provision is enforceable and bars Smith’s claim as a matter of law.
Smith alternatively argues that the exculpatory clause is unenforceable
because it violates public policy. We disagree.
Our Supreme Court addressed this issue in Cumberland Valley, supra:
Recognizing the importance of freedom to contract, the
courts of this Commonwealth have traditionally enforced
exculpatory provisions unless such enforcement violates
public policy. And despite perceived inconsistencies in
recent Kentucky case law, the basic principles regarding
the enforceability of exculpatory clauses or contracts
were set forth over a century ago in Greenwich
Insurance Co. v. Louisville & Nashville Railroad Co.,
[112 Ky. 598, 66 S.W. 411 (1902)]. In deciding to
uphold the exculpatory clause at issue there, our
predecessors noted that the parties were ‘dealing at arm's
length and upon an equal footing[,]’ and that the contract
was entered into voluntarily without either party being
compelled to enter into the contract on the basis of
necessity. Therefore, the railroad could validly contract
away liability for its own negligence ‘however gross,
short of wantonness or willfulness’ toward the brewing
company, which leased land located in the railroad's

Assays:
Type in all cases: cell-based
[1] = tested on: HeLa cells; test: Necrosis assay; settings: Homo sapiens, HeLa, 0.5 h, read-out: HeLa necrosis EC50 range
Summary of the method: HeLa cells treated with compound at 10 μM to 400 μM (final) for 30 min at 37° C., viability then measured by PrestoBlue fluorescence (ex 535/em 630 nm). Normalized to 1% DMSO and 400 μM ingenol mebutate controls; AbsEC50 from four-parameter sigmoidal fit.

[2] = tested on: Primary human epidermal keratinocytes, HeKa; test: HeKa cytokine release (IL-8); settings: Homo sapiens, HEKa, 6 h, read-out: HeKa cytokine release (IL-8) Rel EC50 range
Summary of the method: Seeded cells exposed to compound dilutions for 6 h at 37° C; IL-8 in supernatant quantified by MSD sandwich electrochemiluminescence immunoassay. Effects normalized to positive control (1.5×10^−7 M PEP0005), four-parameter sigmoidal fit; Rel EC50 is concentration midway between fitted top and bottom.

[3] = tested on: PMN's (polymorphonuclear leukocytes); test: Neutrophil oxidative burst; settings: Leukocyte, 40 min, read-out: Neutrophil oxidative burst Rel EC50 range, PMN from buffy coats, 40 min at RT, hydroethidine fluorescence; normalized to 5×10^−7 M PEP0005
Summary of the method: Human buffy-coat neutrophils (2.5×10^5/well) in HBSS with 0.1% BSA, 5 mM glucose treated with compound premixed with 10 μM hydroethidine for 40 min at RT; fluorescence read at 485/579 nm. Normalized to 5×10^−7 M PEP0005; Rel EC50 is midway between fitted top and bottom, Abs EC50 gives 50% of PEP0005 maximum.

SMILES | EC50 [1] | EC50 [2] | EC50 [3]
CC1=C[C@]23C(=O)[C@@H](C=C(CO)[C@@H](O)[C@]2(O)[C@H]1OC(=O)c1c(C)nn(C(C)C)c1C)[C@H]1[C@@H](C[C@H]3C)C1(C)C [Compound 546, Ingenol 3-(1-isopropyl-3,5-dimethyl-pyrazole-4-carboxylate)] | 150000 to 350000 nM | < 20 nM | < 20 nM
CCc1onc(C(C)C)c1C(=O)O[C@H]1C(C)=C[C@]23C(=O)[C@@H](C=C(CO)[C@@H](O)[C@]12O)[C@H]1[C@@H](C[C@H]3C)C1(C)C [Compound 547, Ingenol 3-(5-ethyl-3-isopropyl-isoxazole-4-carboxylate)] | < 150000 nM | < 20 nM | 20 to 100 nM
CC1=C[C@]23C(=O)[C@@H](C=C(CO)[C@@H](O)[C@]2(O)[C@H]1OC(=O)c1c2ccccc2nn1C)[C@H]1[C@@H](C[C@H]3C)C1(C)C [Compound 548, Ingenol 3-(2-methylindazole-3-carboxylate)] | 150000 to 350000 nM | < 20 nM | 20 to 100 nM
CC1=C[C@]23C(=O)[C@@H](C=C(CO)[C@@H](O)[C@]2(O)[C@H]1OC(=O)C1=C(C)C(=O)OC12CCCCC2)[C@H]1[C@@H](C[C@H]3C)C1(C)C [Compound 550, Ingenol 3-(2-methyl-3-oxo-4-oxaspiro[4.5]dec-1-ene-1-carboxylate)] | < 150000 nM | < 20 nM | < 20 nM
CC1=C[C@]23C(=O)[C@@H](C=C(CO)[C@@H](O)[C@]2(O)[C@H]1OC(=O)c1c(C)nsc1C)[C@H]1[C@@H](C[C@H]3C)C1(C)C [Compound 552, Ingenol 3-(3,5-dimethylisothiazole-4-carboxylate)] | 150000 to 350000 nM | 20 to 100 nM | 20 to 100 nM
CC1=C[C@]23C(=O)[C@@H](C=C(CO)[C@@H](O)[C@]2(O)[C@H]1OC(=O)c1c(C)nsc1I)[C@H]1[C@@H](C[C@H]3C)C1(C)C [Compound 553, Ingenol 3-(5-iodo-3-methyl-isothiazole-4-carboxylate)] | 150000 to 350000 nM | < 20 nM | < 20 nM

right-of-way and built a cold storage house on the rightof-way.
Cumberland Valley Contractors, Inc., 238 S.W.3d at 650 (internal footnotes
omitted). The Court went on to determine that the exculpatory clause was
enforceable “as part of an arm's-length transaction between sophisticated parties
with equal bargaining power.” Id.
Smith contends that Phoenix was a more sophisticated party in a
superior bargaining position when he signed the agreement. Smith also argues
that, as a customer, he was not in a position to inspect the roof of the storage unit
or anticipate that Phoenix would fail to maintain the roof.
We are not persuaded by Smith’s argument. The terms of the
agreement clearly placed all risk of loss on Smith. There is no allegation that
Smith was forced to agree to Phoenix’s terms out of necessity. In our view, Smith
was free to decline Phoenix’s rental agreement and take his business to a different
self-storage facility if he was dissatisfied. Although Phoenix was in the business
of renting storage units, Smith, as a customer, was on equal footing because he was
free to walk away from the deal and patronize one of Phoenix’s competitors. We
conclude the exculpatory clause does not violate public policy.
For the reasons stated herein, the order of the Oldham Circuit Court is
BRIEF FOR APPELLANT:
BRIEF FOR APPELLEE:
Ben S. Harralson
R. Douglas Burchett
Angela D. Lucchese